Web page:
It's tempting to cut that end there--to fabricate some mood and hack out some mention of how we can all go down to our metaphorical basements and grab the output of our dead, where their art will live forever--but I spend my non-TCJ time watching this dumb empire fall. I would have preferred to endure that collapse with more of Richard's work on hand. 

 

 

The Prestige

Today at TCJ, we've got a conversation with SPX Executive Director Warren Bernard. Like all festivals and conventions, SPX has been having internal conversations regarding the safety and feasibility of a 2020 installment. Currently, the plan remains for SPX to take place this September--Warren spoke with Michael O'Connell to get a lay of the land.

Is there a way to do a smaller show for 2020?

The problem with the smaller show is that we've already got a contract with guarantees in it. There are penalty clauses and all kinds of other stuff like that. I don't want to get into the legal aspects of it. But, the bottom line is, if Montgomery County or the state of Maryland doesn't want groups of 250 or more, 500 or more or 2,000 or more to get together, it's not going to make much sense for us to even do a reduced show. Because then you have the whole problem of, in this reduced show, let's say I do cut it back. We have about 280 tables in the room. Let's say I cut it back to a quarter of that. We’ll use a quarter of the ballrooms, that’s 70 tables, who do I choose? So there's this other operational thing that says, 'OK, if we're going to reduce the show, who are we going to have? What special guests are we going to have?' There's this other thing that says if I do cut it down, what do I cut it down to? And then how do you make those decisions? And I don't have an answer for that at all.

Our review for Monday is of Second Coming, a comic book series featuring a Superman type character who lives with Jesus Christ. The comic was originally to be published by DC Comics, and then was given back to the author when the publisher got cold feet, whereupon they took it to a company called Ahoy Comics. J. Caleb Mozzocco is here with a report on whether any of that backstory is more interesting than the actual product.

Last week, an illustrator named Lucy Halsam began a thread on Twitter regarding issues related to the ELCAF festival. On Friday, a tweet in the thread regarding the publisher Nobrow resulted in an outpouring of comments from illustrators, former employees and others regarding their feelings and experiences with the publisher. Multiple other threads have sprung out of that conversation, and over the weekend, TCJ was contacted questioning how I planned to cover this. My answer is this: as someone who worked in a full time capacity in the US office of Nobrow & Flying Eye Books for four years prior to joining The Comics Journal as editor, it would be ethically inappropriate for me to be directly involved in this unfolding story. As such, Comics Journal co-founder Gary Groth will be supervising all coverage of this issue for this website.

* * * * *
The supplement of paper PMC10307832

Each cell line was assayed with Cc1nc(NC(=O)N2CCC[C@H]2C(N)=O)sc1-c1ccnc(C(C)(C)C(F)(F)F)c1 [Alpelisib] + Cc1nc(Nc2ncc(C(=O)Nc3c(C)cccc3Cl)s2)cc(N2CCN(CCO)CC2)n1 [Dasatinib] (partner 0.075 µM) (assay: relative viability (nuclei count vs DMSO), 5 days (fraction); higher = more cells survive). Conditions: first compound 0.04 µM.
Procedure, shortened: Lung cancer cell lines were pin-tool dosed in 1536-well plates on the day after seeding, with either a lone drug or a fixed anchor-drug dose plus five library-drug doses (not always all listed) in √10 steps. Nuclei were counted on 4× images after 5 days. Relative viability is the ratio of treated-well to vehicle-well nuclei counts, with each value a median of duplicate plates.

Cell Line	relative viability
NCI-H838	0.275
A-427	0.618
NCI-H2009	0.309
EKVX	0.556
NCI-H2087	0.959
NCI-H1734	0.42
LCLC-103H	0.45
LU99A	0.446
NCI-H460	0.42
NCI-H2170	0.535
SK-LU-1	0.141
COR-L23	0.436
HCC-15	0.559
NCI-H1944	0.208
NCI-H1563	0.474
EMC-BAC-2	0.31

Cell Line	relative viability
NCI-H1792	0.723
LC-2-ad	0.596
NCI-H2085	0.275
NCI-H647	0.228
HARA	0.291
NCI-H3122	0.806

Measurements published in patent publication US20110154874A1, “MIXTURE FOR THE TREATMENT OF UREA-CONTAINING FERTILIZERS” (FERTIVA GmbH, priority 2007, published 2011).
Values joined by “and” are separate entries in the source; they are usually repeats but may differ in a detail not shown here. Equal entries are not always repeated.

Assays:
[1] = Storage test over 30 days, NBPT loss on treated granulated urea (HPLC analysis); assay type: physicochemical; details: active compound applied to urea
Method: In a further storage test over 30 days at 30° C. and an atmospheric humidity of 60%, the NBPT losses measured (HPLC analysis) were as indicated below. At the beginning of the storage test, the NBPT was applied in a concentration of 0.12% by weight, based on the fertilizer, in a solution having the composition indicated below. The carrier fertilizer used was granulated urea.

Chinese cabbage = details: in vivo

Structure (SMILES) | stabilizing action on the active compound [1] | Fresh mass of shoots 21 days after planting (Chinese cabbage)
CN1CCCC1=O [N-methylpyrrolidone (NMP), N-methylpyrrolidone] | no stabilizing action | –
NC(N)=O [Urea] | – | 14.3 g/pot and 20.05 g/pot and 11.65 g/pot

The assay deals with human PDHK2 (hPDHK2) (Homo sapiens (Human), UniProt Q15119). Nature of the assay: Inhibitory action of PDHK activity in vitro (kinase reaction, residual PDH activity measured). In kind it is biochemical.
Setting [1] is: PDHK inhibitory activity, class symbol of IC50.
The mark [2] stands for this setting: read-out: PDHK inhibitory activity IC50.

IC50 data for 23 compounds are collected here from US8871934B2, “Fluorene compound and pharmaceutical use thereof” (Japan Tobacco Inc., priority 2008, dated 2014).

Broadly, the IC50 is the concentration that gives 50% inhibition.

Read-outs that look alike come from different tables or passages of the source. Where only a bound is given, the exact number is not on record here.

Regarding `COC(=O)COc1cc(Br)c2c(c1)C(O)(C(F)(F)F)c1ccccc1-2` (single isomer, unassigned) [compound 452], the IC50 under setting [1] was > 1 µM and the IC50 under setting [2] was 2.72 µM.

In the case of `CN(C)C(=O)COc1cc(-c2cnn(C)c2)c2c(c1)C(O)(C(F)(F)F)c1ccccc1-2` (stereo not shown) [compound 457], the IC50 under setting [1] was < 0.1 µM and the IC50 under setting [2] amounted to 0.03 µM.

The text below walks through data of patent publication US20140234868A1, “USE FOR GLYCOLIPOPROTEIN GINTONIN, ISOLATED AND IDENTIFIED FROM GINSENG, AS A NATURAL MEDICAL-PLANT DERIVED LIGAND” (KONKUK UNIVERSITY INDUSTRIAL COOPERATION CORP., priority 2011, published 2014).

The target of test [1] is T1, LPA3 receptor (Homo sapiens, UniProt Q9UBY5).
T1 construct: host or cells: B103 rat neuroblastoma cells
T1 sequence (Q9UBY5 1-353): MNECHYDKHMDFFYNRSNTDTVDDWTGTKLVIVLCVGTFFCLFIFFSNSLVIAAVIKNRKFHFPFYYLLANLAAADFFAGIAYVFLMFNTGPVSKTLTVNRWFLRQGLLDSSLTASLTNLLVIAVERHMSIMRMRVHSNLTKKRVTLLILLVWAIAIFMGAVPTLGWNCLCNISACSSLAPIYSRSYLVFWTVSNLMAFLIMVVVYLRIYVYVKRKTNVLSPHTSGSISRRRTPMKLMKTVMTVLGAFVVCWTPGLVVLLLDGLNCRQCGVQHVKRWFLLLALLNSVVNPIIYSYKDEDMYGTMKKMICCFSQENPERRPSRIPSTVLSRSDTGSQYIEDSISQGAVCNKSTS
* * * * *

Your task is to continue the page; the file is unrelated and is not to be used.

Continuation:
I Agree With Sluggo

It's Monday, the first one since officially hearing from Donald Trump that the best case scenario in the US will be the deaths of 200,000 people. There's nothing that can be said here that isn't going to change that, but there's also very little reason to act as if the only things that can be said or written should be words intended to change that. You, like me, are probably inside your home for the rest of this month, and you've probably been there for a while already. You're probably not a health care worker, because if you were, you'd be spending your non-saving-lives time sleeping. If you're checking this site now, you're stuck inside and enduring one of the worst experiences of your life, but you still have enough interest in comics to keep showing up. Here's what we've been doing lately, and what we're working on today:

Clark Burscough joined the team, and will be checking in on a weekly basis with a round-up of comics news and comics reviews. Last week you saw him twice, with his first go-round is focused on COVID-19 and how efforts to combat the spread have impacted the business of selling and making comics, and then again on Friday with his take on our regular link round up. He's back at it again today, with his second COVID-19 focused column. Sites like The Beat and Bleeding Cool are putting in a heroic effort to keep up with this sort of news on a more as-it-happens basis--both Heidi and Rich are doing a fine job. 

Last week, Keith Silva took over the reins of our Retail Therapy column to give a more concentrated window into how individual comics retailers are dealing with the multiple blows facing their businesses. First up was Legend Comics & Coffee, a Nebraska based store.

When did you close your store and what factors went into your decision?